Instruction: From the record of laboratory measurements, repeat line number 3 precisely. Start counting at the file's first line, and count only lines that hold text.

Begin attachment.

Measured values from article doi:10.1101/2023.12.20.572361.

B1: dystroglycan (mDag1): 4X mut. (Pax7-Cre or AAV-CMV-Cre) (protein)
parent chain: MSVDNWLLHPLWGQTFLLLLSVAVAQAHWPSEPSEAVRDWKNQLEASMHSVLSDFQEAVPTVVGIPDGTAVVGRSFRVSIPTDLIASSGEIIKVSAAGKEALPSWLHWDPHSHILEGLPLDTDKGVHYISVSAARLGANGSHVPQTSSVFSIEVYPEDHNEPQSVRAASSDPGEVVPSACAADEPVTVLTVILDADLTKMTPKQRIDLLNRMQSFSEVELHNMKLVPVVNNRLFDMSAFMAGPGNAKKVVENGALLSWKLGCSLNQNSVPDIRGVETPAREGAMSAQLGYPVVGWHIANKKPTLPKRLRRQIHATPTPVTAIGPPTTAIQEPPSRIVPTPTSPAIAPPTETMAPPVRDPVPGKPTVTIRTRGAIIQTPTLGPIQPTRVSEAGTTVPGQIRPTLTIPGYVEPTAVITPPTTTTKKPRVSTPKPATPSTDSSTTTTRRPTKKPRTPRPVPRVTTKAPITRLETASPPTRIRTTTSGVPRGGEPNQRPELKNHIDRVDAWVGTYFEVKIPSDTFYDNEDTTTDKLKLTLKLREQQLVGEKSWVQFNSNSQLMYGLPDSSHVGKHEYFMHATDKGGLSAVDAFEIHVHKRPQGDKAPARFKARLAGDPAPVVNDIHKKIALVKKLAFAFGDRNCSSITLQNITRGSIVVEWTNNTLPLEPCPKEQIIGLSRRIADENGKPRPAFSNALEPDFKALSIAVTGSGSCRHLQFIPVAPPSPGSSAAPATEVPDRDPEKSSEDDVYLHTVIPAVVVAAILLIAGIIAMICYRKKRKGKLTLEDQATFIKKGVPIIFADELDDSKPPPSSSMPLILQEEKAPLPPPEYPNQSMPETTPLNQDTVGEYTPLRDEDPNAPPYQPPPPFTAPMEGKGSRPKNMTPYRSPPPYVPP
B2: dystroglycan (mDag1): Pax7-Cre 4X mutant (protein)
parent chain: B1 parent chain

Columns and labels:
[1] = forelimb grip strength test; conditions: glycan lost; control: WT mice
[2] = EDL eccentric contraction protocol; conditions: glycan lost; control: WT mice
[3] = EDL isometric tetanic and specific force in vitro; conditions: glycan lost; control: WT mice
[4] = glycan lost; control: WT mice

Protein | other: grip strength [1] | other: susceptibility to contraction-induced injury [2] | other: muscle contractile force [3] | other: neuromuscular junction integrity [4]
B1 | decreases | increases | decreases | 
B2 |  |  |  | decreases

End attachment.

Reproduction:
parent chain: MSVDNWLLHPLWGQTFLLLLSVAVAQAHWPSEPSEAVRDWKNQLEASMHSVLSDFQEAVPTVVGIPDGTAVVGRSFRVSIPTDLIASSGEIIKVSAAGKEALPSWLHWDPHSHILEGLPLDTDKGVHYISVSAARLGANGSHVPQTSSVFSIEVYPEDHNEPQSVRAASSDPGEVVPSACAADEPVTVLTVILDADLTKMTPKQRIDLLNRMQSFSEVELHNMKLVPVVNNRLFDMSAFMAGPGNAKKVVENGALLSWKLGCSLNQNSVPDIRGVETPAREGAMSAQLGYPVVGWHIANKKPTLPKRLRRQIHATPTPVTAIGPPTTAIQEPPSRIVPTPTSPAIAPPTETMAPPVRDPVPGKPTVTIRTRGAIIQTPTLGPIQPTRVSEAGTTVPGQIRPTLTIPGYVEPTAVITPPTTTTKKPRVSTPKPATPSTDSSTTTTRRPTKKPRTPRPVPRVTTKAPITRLETASPPTRIRTTTSGVPRGGEPNQRPELKNHIDRVDAWVGTYFEVKIPSDTFYDNEDTTTDKLKLTLKLREQQLVGEKSWVQFNSNSQLMYGLPDSSHVGKHEYFMHATDKGGLSAVDAFEIHVHKRPQGDKAPARFKARLAGDPAPVVNDIHKKIALVKKLAFAFGDRNCSSITLQNITRGSIVVEWTNNTLPLEPCPKEQIIGLSRRIADENGKPRPAFSNALEPDFKALSIAVTGSGSCRHLQFIPVAPPSPGSSAAPATEVPDRDPEKSSEDDVYLHTVIPAVVVAAILLIAGIIAMICYRKKRKGKLTLEDQATFIKKGVPIIFADELDDSKPPPSSSMPLILQEEKAPLPPPEYPNQSMPETTPLNQDTVGEYTPLRDEDPNAPPYQPPPPFTAPMEGKGSRPKNMTPYRSPPPYVPP